Monday, November 17, 2008

Margaret Thatcher was not the devil

There is something not quite right about this rant by Chris Dillow, linked by Jonathan Calder.
The death of Reg Varney has rightly led to many tributes. However, his largely pernicious - albeit inadvertent - contribution to economic and political history should not go unnoticed.
His portrayal of Stan Butler did much to perpetuate the image of the 1970s worker as a bone-idle work-dodger; we forget today just how enormously popular On the Buses was. And this in turn might subconsciously have contributed to the popularity of Thatcherism. How many of those who, when asked by Tories in 1979 whether the working class had become too big for its boots, conjured up a picture of Stan Butler and so voted for Thatcher?
Why exactly is this pernicious? Chris Dillow doesn't argue that the vision of the unionized working class presented by Varney is inaccurate. The only negative point is that it contributed to the political popularity of Thatcherism. Neither Dillow nor Calder feels the need to explain why this is a bad thing.

It isn't unreasonable to think that the success of the Tories and the failure of Labour in the early eighties was a bad thing. But to assume that it goes without saying that it was a bad thing only makes sense if you are a partisan of the Labour party, which neither Dillow nor Calder is.

Thatcher took over a country with double-digit inflation and increasingly dismal productivity, which was borderline ungovernable after the previous two elected governments had been driven out of office by the unions. She left a country that did not have these problems, and although it had been rendered temporarily ungovernable by a boneheaded local government finance policy, her successor could restore order relatively easily by promising a change of plan, and go on to win an election. You can argue that the cure was worse than the disease, but that is an argument that needs to be made.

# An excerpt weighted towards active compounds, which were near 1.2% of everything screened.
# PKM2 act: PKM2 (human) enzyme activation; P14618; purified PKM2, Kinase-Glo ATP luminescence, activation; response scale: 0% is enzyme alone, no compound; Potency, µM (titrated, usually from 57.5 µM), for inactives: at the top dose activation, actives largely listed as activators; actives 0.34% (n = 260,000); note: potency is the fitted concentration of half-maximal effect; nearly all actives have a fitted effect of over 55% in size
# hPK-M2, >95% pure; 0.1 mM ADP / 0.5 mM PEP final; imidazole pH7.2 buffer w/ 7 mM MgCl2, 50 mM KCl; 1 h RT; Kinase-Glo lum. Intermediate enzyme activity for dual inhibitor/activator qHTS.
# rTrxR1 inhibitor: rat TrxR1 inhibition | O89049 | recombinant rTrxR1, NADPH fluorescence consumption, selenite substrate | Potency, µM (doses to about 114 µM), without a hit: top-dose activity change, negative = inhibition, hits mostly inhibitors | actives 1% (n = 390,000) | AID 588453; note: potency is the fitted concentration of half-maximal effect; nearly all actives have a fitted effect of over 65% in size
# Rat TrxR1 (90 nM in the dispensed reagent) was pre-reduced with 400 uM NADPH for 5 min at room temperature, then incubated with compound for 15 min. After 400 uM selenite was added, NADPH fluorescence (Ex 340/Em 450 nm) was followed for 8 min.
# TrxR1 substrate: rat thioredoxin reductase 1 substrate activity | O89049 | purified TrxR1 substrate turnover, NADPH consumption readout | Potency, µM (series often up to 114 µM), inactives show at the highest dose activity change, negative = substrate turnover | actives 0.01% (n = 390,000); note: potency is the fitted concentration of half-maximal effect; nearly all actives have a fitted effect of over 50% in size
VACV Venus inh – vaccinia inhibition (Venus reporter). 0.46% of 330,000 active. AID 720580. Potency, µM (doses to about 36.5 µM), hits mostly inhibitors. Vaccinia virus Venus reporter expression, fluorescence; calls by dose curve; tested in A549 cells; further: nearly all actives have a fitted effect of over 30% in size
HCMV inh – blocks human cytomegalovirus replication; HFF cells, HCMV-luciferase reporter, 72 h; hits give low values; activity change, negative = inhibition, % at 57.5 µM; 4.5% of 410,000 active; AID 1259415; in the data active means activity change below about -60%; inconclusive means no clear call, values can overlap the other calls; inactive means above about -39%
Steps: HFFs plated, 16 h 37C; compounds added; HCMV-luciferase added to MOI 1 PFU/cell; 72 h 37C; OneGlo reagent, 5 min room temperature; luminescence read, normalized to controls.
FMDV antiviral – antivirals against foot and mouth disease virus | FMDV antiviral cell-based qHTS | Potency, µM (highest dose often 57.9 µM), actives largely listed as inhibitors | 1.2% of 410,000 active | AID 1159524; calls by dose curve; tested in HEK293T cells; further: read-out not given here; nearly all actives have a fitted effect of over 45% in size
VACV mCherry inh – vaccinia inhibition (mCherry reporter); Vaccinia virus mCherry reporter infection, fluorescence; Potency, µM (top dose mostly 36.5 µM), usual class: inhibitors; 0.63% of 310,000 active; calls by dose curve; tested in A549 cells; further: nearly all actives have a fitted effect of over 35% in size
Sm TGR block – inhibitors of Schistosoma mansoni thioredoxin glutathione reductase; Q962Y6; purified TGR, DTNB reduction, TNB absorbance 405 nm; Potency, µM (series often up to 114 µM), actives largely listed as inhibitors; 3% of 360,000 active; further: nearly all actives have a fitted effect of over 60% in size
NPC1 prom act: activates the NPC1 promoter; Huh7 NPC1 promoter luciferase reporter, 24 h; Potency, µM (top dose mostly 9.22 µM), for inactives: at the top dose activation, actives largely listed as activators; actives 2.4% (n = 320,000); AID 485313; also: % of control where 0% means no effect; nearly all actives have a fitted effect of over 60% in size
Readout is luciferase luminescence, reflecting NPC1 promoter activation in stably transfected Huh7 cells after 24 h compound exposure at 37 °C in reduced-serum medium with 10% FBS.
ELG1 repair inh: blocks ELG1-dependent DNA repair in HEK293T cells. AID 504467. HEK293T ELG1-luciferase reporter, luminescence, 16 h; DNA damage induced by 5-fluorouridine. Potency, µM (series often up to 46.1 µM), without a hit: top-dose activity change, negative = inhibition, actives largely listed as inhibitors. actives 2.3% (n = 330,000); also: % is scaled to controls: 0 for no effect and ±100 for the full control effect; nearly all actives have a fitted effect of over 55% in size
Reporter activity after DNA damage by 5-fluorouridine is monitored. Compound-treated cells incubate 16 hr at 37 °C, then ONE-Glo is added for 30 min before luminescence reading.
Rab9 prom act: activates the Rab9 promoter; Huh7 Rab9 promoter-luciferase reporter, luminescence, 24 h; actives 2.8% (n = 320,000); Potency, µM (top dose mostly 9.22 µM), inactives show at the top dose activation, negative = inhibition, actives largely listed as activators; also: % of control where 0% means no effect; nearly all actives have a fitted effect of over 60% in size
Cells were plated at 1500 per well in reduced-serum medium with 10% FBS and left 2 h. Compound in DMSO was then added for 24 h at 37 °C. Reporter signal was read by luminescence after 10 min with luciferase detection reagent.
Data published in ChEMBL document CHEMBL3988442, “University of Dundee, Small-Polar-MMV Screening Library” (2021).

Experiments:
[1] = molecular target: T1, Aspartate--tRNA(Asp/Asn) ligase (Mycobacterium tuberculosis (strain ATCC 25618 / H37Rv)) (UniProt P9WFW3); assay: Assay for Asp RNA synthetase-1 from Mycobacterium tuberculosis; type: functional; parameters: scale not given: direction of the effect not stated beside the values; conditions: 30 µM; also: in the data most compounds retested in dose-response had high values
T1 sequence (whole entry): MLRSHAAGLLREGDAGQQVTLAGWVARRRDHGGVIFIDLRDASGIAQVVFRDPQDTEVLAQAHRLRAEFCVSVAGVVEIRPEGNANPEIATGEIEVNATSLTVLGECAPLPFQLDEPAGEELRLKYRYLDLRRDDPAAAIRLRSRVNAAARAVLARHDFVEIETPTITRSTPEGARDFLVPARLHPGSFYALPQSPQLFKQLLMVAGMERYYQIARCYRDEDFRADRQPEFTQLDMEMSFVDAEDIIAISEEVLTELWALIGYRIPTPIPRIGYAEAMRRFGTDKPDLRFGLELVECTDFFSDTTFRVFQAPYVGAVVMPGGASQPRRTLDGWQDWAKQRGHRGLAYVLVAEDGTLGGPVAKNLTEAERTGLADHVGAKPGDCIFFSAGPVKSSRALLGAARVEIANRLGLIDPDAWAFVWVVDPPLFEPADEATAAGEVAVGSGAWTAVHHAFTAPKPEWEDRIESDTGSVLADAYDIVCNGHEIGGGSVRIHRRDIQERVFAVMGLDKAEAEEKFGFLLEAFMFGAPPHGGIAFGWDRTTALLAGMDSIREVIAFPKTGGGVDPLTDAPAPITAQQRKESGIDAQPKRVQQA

Nobody who is seriously trying to win elections wants a return to the economic policies of the 1970's (nationalisation of large companies, wage and price controls, a 95% top rate of tax etc.) So if Reg Varney caused a social change, it was a social change that almost everyone (including a supermajority of the Labour Party, given the inability of the left to put a candidate up against Brown) agrees with hindsight was a good thing - including Dillow and Calder.

Yet otherwise intelligent people assume that anything which contributed to Thatcher's election victories must be regrettable because they have forgotten the difference between "right-wing" and "evil".

3 Comments:

  • At 7:07 pm , Blogger Jonathan said...

    If you are going to use "Dillow" and "Calder" in this pompous way, why do you hide behind a silly name yourself?

     
  • At 5:52 am , Blogger Femme de Resistance said...

    He really is my pet cat, bred especially for condescending intelligence in a top-secret laboratory in Siberia!

     
  • At 7:40 pm , Blogger Jonathan said...

    I am not sure "On not privileging ideology over humour: A reply to Cat" sounds quite right.

     

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